It’s not the nice ginger story that needs telling

It’s not the nice ginger story that needs telling

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It’s not the nice ginger story that needs telling

Rodrigo Bedoya can tell what he calls “a nice story.”

In short, the nice story is how, in 2006, in Lima, he and his two college friends – all agronomists - created a business by finding ginger growers in the jungles of Peru. Through trial and expensive error, they became the first exporters of fresh organic Peruvian ginger to the U.S. and Europe.

This nice story includes good distribution networks in the markets of both continents. The path to success came with honest, determined, hardworking, well-educated partners doing things the right way. 

But Bedoya insists it’s not a nice story that needs telling. 

The right way comes at a real product cost. 

Despite global industry talk of high standards and worker justice, Bedoya, whose company La Grama is based in Pichanaki, Peru, is finding few customers are willing to pay for products that truly meet the ideals of corporate mission statements.

“I am putting out fires all over the place. Because of our success, many people started copying us. Most of the people are illegal people.”

He explains that Peru, like many developing countries, operates with two economies. “One is the formal legal economy. The other is the informal illegal economy.”

Rodrigo Bedoya at the 2023 Global Produce & Floral Show.

Working in Peru’s formal legal economy brings employees all the social benefits the law mandates. This, Bedoya tells, brings social security coverage. Fourteen months’ salary is paid, with the two bonus months paid for July and December. Furthermore, a fifteenth monthly salary is paid by the employer each year to be set aside in a bank account, which becomes accessible if employees lose their jobs. The company pays for health insurance, and employees have a retirement pension fund as well as 30 days of paid vacation. Women get maternity leave. Men get a few days of paternity leave. Overtime is paid, and there is profit sharing with the employees. 

“That is the law,” he says. “So, if I, as a company owner, do not comply with that, I am a criminal.”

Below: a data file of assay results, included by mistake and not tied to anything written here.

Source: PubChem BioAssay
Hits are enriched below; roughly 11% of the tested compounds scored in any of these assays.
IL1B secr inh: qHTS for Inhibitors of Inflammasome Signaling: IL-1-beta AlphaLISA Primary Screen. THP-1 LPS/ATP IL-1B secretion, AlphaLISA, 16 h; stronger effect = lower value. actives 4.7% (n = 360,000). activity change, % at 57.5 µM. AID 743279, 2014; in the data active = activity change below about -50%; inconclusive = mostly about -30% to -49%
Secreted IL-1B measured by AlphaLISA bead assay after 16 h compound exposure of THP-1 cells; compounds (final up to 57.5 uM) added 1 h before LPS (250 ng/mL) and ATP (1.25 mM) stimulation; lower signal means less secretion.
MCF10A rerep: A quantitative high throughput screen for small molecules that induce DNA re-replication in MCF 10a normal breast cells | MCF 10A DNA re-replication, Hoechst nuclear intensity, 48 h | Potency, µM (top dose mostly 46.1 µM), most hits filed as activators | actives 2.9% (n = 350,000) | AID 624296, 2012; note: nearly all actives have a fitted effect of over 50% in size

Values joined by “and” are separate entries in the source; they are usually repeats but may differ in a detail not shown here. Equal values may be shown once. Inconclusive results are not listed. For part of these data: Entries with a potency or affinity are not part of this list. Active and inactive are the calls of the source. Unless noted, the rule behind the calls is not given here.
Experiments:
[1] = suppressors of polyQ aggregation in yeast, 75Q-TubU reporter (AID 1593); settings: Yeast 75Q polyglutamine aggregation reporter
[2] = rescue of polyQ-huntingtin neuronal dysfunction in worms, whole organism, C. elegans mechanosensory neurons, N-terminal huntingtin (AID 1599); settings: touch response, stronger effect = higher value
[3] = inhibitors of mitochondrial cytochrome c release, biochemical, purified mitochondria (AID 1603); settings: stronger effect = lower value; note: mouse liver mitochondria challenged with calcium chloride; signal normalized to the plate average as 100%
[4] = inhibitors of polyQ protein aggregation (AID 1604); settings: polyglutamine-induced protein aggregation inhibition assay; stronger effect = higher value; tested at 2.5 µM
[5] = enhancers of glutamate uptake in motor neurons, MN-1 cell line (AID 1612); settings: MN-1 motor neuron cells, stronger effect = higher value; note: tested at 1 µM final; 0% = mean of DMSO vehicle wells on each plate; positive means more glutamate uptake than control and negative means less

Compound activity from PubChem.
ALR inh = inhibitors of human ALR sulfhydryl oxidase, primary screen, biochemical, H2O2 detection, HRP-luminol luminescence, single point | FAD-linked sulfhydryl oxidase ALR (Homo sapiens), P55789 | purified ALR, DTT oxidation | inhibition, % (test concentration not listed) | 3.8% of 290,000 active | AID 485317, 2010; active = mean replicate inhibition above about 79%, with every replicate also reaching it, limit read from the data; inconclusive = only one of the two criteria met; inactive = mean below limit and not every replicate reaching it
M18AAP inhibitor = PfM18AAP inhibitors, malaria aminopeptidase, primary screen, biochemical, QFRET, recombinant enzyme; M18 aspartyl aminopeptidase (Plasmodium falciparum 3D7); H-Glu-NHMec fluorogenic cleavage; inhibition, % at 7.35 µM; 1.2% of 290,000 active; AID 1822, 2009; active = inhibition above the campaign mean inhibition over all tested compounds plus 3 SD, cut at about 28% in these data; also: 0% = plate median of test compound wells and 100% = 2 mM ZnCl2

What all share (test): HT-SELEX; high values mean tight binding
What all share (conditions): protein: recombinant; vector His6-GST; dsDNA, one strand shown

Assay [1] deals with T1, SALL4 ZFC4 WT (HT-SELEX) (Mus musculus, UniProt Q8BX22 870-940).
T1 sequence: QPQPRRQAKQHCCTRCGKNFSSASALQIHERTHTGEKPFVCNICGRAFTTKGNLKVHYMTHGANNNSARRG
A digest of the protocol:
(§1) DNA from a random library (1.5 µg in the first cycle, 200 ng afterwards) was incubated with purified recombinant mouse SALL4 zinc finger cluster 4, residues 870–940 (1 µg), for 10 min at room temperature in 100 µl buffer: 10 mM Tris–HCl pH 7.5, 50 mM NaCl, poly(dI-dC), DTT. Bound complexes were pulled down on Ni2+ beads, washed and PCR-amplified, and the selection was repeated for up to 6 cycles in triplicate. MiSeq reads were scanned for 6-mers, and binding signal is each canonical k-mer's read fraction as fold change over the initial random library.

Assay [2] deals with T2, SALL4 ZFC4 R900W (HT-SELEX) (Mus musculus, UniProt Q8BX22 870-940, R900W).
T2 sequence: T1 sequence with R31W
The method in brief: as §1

Meanwhile, he notes that 75 of 100 Peruvian workers live in the informal economy. They receive none of the benefits listed above and are paid cash below minimum wage. At the same time, ginger packer-exporters in the informal economy with no food safety at all and no traceability do have certificates to show foreign buyers. But these certificates are a guarantee of nothing. 

“And we compete with that,” Bedoya says. Foreign buyers tell him there are much cheaper quotes out of Peru.

He responds: “Yes, but those are illegal people. Those are not compliant with any of your requirements, your policies, your values. And they say, ‘Well, they have those certificates.’ So, they are killing us.”

Bedoya competes by “pushing and pushing and pushing and being the most efficient possible. We try to be as close as possible to the cost of the illegal people, but we are never going to get there. We try to tell our story, trying to convince customers that working with these forces is a bad thing.” While ginger from others may not necessarily be a bad product, by doing business with the informal economy, buyers are “condemning the most vulnerable people to stay poor. If you have no social protection, you are exploited. And American companies and European companies buying this product are part of the exploitation of the most vulnerable.”

As he stood in his booth this fall at the Global Produce and Floral Show, Bedoya says, “The price point is so different between the legal and the illegal that most customers are going to go with the cheaper one. They say, “Why should I make less money and pay a premium?’”

This is Bedoya’s story that is not so nice. But he feels that is the story that must be told.

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